Don’t lose your progress!

We cover every section of the GMAT with in-depth lessons, 5000+ practice questions and realistic practice tests.

Up to 90+ points GMAT score improvement guarantee

The best guarantee you’ll find

Our Premium and Ultimate plans guarantee up to 90+ points score increase or your money back.

Master each section of the test

Comprehensive GMAT prep

We cover every section of the GMAT with in-depth lessons, 5000+ practice questions and realistic practice tests.

Schedule-free studying

Learn on the go

Study whenever and wherever you want with our iOS and Android mobile apps.

The most effective way to study

Personalized GMAT prep, just for you!

Adaptive learning technology focuses on your academic weaknesses.

Sentence Correction: Relative Clauses - Choosing the Correct Relative Pronoun

Remains of Mycenae, first unearthed in 1841 by Greek archeologist Kyriakos Pittakis, which restored the monumental Lion's Gate, reveals its former glory as a royal seat of power in the ancient Mediterranean world.

Incorrect.

This answer choice is grammatically incorrect. The singular verb reveals does not agree with the plural subject Remains of Mycenae. In addition, the relative pronoun which cannot begin a relative clause that modifies a human noun.  

Also, this sentence is stylistically flawed, because the pronoun its is ambiguous. It can refer either to Mycenae or to the monumental Lion's Gate.

[[snippet]]

Incorrect.

While this answer choice corrects the Subject Verb Agreement mistake in the original question by changing the singular verb reveals in the present tense to revealed in the past tense (singular/plural), it repeats the relative pronoun mistake in the original sentence.

The relative pronoun which cannot begin a relative clause that modifies a human noun. Changing the conjugated verb restored to the noun restoration does not eliminate the grammatical error, because the relative clause requires a conjugated verb, without which, the sentence is a fragment and not a full sentence,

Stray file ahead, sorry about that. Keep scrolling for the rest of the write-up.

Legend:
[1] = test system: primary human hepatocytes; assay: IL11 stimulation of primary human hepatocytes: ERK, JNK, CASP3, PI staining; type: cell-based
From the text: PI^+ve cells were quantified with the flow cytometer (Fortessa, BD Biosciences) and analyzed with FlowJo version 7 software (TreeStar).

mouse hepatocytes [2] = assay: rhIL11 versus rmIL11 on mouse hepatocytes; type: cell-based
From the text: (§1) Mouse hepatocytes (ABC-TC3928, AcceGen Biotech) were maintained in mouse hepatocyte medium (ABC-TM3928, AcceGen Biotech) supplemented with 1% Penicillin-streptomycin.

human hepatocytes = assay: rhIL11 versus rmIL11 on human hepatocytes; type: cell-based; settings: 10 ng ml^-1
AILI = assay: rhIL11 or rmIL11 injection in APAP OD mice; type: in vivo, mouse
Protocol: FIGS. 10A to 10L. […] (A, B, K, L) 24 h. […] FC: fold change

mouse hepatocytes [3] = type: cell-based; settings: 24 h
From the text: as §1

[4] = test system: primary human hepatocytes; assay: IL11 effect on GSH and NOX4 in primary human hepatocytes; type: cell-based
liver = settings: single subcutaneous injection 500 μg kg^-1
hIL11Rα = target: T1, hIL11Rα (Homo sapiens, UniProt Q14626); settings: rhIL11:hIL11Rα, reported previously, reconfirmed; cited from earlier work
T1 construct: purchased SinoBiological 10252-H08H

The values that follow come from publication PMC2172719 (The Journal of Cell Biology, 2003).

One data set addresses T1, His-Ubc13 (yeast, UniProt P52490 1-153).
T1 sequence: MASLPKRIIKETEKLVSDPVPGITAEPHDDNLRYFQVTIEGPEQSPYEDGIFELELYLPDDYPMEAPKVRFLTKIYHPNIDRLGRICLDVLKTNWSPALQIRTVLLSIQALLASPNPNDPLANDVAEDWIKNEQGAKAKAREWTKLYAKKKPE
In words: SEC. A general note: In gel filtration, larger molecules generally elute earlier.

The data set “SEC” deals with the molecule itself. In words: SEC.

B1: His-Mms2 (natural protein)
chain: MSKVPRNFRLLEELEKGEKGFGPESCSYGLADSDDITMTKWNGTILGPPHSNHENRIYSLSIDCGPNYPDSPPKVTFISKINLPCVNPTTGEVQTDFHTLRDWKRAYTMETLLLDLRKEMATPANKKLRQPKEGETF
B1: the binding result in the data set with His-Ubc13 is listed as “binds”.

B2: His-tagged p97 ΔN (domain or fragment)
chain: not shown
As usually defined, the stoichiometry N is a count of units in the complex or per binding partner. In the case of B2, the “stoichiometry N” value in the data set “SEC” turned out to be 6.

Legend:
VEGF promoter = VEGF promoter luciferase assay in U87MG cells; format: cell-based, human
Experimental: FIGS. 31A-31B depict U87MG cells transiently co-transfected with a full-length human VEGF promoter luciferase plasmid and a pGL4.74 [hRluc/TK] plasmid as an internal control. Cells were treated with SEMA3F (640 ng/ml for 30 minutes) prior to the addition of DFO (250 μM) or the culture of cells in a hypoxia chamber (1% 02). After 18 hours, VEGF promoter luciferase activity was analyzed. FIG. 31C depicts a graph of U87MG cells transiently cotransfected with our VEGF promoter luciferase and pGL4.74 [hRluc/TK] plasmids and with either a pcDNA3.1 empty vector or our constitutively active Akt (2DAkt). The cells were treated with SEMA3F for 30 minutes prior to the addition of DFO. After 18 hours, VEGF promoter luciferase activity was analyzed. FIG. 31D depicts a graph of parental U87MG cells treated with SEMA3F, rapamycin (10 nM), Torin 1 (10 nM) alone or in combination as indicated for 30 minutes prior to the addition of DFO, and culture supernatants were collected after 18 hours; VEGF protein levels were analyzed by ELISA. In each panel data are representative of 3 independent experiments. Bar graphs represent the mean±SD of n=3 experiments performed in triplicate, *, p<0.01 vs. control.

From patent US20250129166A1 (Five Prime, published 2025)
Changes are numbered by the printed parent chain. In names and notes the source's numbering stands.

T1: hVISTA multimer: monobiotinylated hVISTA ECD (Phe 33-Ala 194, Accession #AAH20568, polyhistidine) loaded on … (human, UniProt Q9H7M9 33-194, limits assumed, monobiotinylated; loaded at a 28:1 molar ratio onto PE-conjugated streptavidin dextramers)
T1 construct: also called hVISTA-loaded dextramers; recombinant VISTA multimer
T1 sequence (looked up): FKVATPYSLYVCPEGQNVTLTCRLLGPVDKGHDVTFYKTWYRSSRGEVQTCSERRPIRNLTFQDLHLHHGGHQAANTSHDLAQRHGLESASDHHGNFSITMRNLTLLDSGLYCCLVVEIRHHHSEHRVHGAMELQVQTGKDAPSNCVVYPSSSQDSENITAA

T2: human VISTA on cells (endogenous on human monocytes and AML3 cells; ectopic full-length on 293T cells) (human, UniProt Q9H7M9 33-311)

In addition, this sentence is stylistically flawed, because the pronoun its is ambiguous. It can refer either to Mycenae or to the monumental Lion's Gate.

[[snippet]]

Well done!

This answer choice corrects the Subject Verb Agreement mistake in the original sentence, by changing the singular verb reveals to the plural verb reveal. It also corrects the pronoun mistake by changing the pronoun which, to who, which correctly modifies a relative clause referring to a human subject, here: Greek archeologist Kyriakos Pittakis.

Note also that this answer choice is stylistically superior to the original sentence. By changing the pronoun its to the city's it eliminates the ambiguity of the pronoun its, which can refer either to the Lion's Gate, or to Mycenae.

[[snippet]]

Incorrect.

While this answer choice corrects the pronoun mistake in the original sentence, by changing the pronoun which to who, it introduces another grammatical mistake by turning the sentence into a fragment.

In the corrected sentence, the verbal phrase and also revealed is separated from what comes before it by a connector and (and not by a comma, as in the original sentence). As a result, the verb revealed becomes part of the relative clause that begins with the words who restored, etc. Since reveal is no longer the sentence's main verb, the meaning of the corrected sentence also changes: the verb revealed now refers to Greek archeologist rather than to Remains of Mycenae.

Also, with the verb revealed expanding the relative clause, the main sentence becomes a fragment as the subject Remains lacks a conjugated verb.

Notice how this grammatical mistake also involves a change in meaning.

[[snippet]]

Incorrect.

While this answer choice corrects the Subject Verb Agreement mistake in the original sentence, by changing the singular verb reveals to the plural verb reveal, and corrects the stylistic flaw of ambiguity, by replacing the pronoun its with the city's, it repeats the original relative pronoun mistake.

Remember that the relative pronoun which cannot begin a relative clause that modifies a human noun.

What helps us identify this question as a Relative Clause question, as well as identify the mistake is the following Stop Sign:

who, which, that, whose, whom

The correct choice of relative pronoun is influenced by several factors. In some cases, as in who, whom and which, the choice depends on whether the relative clause describes humans (who, whom) or non humans (which).

which restored the monumental Lion's Gate, reveals its former glory as a royal seat of power in
which restoration of the monumental Lion's Gate, revealed its former glory as a royal seat of power in
who restored the monumental Lion's Gate, reveal the city's former glory as a royal seat of power in
who restored the monumental Lion's Gate and also revealed the former glory of a powerful royal seat of
which restored the monumental Lion's Gate, reveal the city's former glory as a royal seat